The origin of this piece is a boxwood carving by Masanao I of Ise, representing a lion-head goldfish or ranchū. The breed was made for display in bowls, since the nineteenth century Japanese didn't have glass aquariums. Hence, the fish were to be viewed from above, rather than from the side. The dorsal fin was bred out, being unsuitable for shallow water. Ornamental double tails and fantastic head configurations were bred in, rather like a lion's mane. The piece by Masanao shows his skill and ingenuity, but it also is very recognizably a fish of this breed.
The stone appears to be material extruded in a volcanic eruption, probably the one in Newbury, carried south by the glacier. It has swirling streaks of various colors and materials. There are minor incipient fractures in it, but nothing that interfered with my working it. I feel that the variations add to the completed image, rather than distracting from it.
The sow with her litter is deliberately cast in an idiom like that of classical Greek sculpture, with pure, idealized forms and materials, and flowing lines. She is of white marble. In some part, that makes her like the goddesses, with a beauty of her own.
Contrary to my expectation when I started working with stone a few years ago, I am finding the the problem of working fully in three dimensions has practical solutions. My modeling abilities are limited, as is the material, which is delightful but unable to hold pointed details such as those of a pig's snout, ears, tail, and toes. If these issues are not fully resolved here, the direction is still an enticing one.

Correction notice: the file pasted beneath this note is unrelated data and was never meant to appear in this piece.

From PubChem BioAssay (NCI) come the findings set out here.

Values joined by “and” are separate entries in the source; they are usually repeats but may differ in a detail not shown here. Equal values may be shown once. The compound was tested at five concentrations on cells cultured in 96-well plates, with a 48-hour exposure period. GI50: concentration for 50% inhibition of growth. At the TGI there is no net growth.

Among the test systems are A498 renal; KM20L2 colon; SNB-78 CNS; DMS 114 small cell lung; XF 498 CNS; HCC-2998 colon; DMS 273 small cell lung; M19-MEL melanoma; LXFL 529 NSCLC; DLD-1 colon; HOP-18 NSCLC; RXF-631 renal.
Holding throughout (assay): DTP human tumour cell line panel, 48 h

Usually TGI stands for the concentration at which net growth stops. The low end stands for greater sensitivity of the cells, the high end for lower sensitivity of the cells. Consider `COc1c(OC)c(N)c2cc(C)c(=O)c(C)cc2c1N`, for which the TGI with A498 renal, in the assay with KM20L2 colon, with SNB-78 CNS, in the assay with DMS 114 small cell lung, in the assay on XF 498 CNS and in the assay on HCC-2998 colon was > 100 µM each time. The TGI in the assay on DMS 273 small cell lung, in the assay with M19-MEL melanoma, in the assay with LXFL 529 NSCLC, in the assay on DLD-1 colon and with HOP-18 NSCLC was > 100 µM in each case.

This piece is a continuation of the work I started a couple of years ago on the ancient series of elements fire, air, earth and water. This piece is after a very well-known 19-century woodcut by Hokusai. The original work is printed in various versions, all of them with blue and some shades of green. The piece flies very successfully in the face of the common painter's dictum that light and dark do all the work, while color gets the credit. I set out to transform that color effect by using two types of surfaces: smooth and rough, with the texture of the mason's toothed chisel. I am quite happy with the results.
The slate has a little bit of a red streak to it. That is a tiny bit distracting, but such is the nature of natural materials. I wouldn't have wanted to make the piece out of plastic.
After the straightforward initial task of cutting a neat square from a rough slab, I did all of the work by hand, with a 16 ounce mallet and half a dozen chisels. It was a good indoor project for the depths of winter, creating only minor dust and noise.
The pigling is made from flowing, banded rock created about 400,000,000 years ago by the Newbury volcano, and carried here by the glacier of 20,000 years ago. It is tricky to work with but has fascinating colorations, shadings and sparklings, only partly visible here.
The stone was 11 lbs., 1 oz. in its raw form. In the finished state, the piglet weighs 1 lb., 10 oz.
He is a study for a more complex work in marble that I am planning.